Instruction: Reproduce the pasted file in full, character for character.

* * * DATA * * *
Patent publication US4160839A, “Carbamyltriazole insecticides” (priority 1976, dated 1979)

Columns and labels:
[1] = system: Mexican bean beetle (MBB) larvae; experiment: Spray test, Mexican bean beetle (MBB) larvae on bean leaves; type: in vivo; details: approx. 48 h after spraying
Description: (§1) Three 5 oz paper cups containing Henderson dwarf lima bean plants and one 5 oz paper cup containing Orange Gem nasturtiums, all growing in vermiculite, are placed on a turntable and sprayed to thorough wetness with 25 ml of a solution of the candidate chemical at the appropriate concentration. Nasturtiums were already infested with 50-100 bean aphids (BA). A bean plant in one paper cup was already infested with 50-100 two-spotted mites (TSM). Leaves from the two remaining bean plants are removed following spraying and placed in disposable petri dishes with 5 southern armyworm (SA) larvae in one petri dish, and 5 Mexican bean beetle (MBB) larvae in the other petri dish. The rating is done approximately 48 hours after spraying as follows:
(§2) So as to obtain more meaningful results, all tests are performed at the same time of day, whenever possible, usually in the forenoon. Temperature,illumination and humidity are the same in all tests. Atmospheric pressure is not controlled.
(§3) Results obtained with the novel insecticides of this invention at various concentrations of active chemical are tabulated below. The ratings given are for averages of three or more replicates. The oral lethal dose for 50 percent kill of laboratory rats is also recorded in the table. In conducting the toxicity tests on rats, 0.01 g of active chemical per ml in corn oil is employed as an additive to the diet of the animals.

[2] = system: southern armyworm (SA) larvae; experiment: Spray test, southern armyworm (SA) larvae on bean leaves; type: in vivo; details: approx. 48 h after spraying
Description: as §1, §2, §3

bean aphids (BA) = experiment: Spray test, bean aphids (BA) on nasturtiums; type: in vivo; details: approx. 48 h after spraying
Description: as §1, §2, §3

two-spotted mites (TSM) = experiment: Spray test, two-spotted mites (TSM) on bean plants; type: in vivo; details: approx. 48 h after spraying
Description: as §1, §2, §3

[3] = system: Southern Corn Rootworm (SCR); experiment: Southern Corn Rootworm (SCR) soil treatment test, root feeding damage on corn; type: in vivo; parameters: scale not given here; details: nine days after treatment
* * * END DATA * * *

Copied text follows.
Patent publication US4160839A, “Carbamyltriazole insecticides” (priority 1976, dated 1979)

Columns and labels:
[1] = system: Mexican bean beetle (MBB) larvae; experiment: Spray test, Mexican bean beetle (MBB) larvae on bean leaves; type: in vivo; details: approx. 48 h after spraying
Description: (§1) Three 5 oz paper cups containing Henderson dwarf lima bean plants and one 5 oz paper cup containing Orange Gem nasturtiums, all growing in vermiculite, are placed on a turntable and sprayed to thorough wetness with 25 ml of a solution of the candidate chemical at the appropriate concentration. Nasturtiums were already infested with 50-100 bean aphids (BA). A bean plant in one paper cup was already infested with 50-100 two-spotted mites (TSM). Leaves from the two remaining bean plants are removed following spraying and placed in disposable petri dishes with 5 southern armyworm (SA) larvae in one petri dish, and 5 Mexican bean beetle (MBB) larvae in the other petri dish. The rating is done approximately 48 hours after spraying as follows:
(§2) So as to obtain more meaningful results, all tests are performed at the same time of day, whenever possible, usually in the forenoon. Temperature,illumination and humidity are the same in all tests. Atmospheric pressure is not controlled.
(§3) Results obtained with the novel insecticides of this invention at various concentrations of active chemical are tabulated below. The ratings given are for averages of three or more replicates. The oral lethal dose for 50 percent kill of laboratory rats is also recorded in the table. In conducting the toxicity tests on rats, 0.01 g of active chemical per ml in corn oil is employed as an additive to the diet of the animals.

[2] = system: southern armyworm (SA) larvae; experiment: Spray test, southern armyworm (SA) larvae on bean leaves; type: in vivo; details: approx. 48 h after spraying
Description: as §1, §2, §3

bean aphids (BA) = experiment: Spray test, bean aphids (BA) on nasturtiums; type: in vivo; details: approx. 48 h after spraying
Description: as §1, §2, §3

two-spotted mites (TSM) = experiment: Spray test, two-spotted mites (TSM) on bean plants; type: in vivo; details: approx. 48 h after spraying
Description: as §1, §2, §3

[3] = system: Southern Corn Rootworm (SCR); experiment: Southern Corn Rootworm (SCR) soil treatment test, root feeding damage on corn; type: in vivo; parameters: scale not given here; details: nine days after treatment